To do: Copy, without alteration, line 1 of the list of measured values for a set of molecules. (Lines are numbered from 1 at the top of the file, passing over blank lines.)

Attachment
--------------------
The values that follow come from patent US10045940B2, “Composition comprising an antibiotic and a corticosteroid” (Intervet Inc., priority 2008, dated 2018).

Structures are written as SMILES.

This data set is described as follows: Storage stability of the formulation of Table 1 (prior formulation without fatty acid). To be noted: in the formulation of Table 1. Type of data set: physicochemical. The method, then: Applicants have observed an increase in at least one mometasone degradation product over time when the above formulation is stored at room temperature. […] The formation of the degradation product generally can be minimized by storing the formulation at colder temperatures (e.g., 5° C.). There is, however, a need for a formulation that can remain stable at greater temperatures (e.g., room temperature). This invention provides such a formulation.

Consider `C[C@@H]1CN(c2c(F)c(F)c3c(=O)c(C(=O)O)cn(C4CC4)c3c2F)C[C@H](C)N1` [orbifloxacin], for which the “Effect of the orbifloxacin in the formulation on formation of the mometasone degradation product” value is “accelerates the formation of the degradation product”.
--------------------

The values that follow come from patent US10045940B2, “Composition comprising an antibiotic and a corticosteroid” (Intervet Inc., priority 2008, dated 2018).